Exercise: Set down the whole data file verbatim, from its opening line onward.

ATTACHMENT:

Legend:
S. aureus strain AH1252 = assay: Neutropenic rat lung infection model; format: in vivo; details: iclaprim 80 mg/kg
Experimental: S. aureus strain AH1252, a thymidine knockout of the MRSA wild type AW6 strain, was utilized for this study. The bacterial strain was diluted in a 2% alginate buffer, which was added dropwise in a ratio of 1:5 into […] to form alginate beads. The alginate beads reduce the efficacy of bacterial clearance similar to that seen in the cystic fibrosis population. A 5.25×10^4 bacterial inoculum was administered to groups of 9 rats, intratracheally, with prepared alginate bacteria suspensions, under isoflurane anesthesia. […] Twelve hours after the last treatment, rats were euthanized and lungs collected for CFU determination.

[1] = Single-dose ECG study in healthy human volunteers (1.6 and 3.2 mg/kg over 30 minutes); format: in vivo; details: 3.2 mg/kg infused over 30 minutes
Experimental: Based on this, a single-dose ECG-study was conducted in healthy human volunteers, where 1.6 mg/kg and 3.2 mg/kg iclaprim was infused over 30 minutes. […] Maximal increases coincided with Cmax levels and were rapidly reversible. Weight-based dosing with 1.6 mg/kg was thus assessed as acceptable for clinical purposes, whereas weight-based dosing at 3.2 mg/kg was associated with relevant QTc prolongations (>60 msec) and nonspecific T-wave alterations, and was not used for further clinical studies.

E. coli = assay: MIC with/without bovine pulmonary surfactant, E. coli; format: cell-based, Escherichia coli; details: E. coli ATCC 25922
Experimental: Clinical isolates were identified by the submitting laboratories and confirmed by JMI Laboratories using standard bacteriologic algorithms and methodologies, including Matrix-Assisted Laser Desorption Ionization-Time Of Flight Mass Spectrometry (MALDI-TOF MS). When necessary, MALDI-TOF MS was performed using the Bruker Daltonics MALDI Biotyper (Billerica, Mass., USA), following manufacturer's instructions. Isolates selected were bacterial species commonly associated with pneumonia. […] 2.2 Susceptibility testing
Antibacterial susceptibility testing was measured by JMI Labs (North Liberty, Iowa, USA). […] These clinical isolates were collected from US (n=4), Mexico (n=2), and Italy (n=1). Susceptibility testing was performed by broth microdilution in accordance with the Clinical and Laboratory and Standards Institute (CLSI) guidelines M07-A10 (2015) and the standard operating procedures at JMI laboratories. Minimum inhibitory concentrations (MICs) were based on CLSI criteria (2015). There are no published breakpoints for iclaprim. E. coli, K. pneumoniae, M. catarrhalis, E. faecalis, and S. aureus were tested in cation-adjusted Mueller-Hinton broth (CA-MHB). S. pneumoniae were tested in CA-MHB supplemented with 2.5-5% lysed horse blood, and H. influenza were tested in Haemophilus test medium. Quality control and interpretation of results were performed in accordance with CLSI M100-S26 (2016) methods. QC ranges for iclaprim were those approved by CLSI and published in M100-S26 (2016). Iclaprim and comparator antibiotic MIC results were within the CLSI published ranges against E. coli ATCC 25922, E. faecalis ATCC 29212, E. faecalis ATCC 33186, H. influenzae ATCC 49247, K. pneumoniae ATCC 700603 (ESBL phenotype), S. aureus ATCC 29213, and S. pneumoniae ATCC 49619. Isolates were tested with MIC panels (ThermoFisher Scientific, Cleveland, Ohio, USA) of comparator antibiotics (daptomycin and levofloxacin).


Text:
Legend:
S. aureus strain AH1252 = assay: Neutropenic rat lung infection model; format: in vivo; details: iclaprim 80 mg/kg
Experimental: S. aureus strain AH1252, a thymidine knockout of the MRSA wild type AW6 strain, was utilized for this study. The bacterial strain was diluted in a 2% alginate buffer, which was added dropwise in a ratio of 1:5 into […] to form alginate beads. The alginate beads reduce the efficacy of bacterial clearance similar to that seen in the cystic fibrosis population. A 5.25×10^4 bacterial inoculum was administered to groups of 9 rats, intratracheally, with prepared alginate bacteria suspensions, under isoflurane anesthesia. […] Twelve hours after the last treatment, rats were euthanized and lungs collected for CFU determination.

[1] = Single-dose ECG study in healthy human volunteers (1.6 and 3.2 mg/kg over 30 minutes); format: in vivo; details: 3.2 mg/kg infused over 30 minutes
Experimental: Based on this, a single-dose ECG-study was conducted in healthy human volunteers, where 1.6 mg/kg and 3.2 mg/kg iclaprim was infused over 30 minutes. […] Maximal increases coincided with Cmax levels and were rapidly reversible. Weight-based dosing with 1.6 mg/kg was thus assessed as acceptable for clinical purposes, whereas weight-based dosing at 3.2 mg/kg was associated with relevant QTc prolongations (>60 msec) and nonspecific T-wave alterations, and was not used for further clinical studies.

E. coli = assay: MIC with/without bovine pulmonary surfactant, E. coli; format: cell-based, Escherichia coli; details: E. coli ATCC 25922
Experimental: Clinical isolates were identified by the submitting laboratories and confirmed by JMI Laboratories using standard bacteriologic algorithms and methodologies, including Matrix-Assisted Laser Desorption Ionization-Time Of Flight Mass Spectrometry (MALDI-TOF MS). When necessary, MALDI-TOF MS was performed using the Bruker Daltonics MALDI Biotyper (Billerica, Mass., USA), following manufacturer's instructions. Isolates selected were bacterial species commonly associated with pneumonia. […] 2.2 Susceptibility testing
Antibacterial susceptibility testing was measured by JMI Labs (North Liberty, Iowa, USA). […] These clinical isolates were collected from US (n=4), Mexico (n=2), and Italy (n=1). Susceptibility testing was performed by broth microdilution in accordance with the Clinical and Laboratory and Standards Institute (CLSI) guidelines M07-A10 (2015) and the standard operating procedures at JMI laboratories. Minimum inhibitory concentrations (MICs) were based on CLSI criteria (2015). There are no published breakpoints for iclaprim. E. coli, K. pneumoniae, M. catarrhalis, E. faecalis, and S. aureus were tested in cation-adjusted Mueller-Hinton broth (CA-MHB). S. pneumoniae were tested in CA-MHB supplemented with 2.5-5% lysed horse blood, and H. influenza were tested in Haemophilus test medium. Quality control and interpretation of results were performed in accordance with CLSI M100-S26 (2016) methods. QC ranges for iclaprim were those approved by CLSI and published in M100-S26 (2016). Iclaprim and comparator antibiotic MIC results were within the CLSI published ranges against E. coli ATCC 25922, E. faecalis ATCC 29212, E. faecalis ATCC 33186, H. influenzae ATCC 49247, K. pneumoniae ATCC 700603 (ESBL phenotype), S. aureus ATCC 29213, and S. pneumoniae ATCC 49619. Isolates were tested with MIC panels (ThermoFisher Scientific, Cleveland, Ohio, USA) of comparator antibiotics (daptomycin and levofloxacin).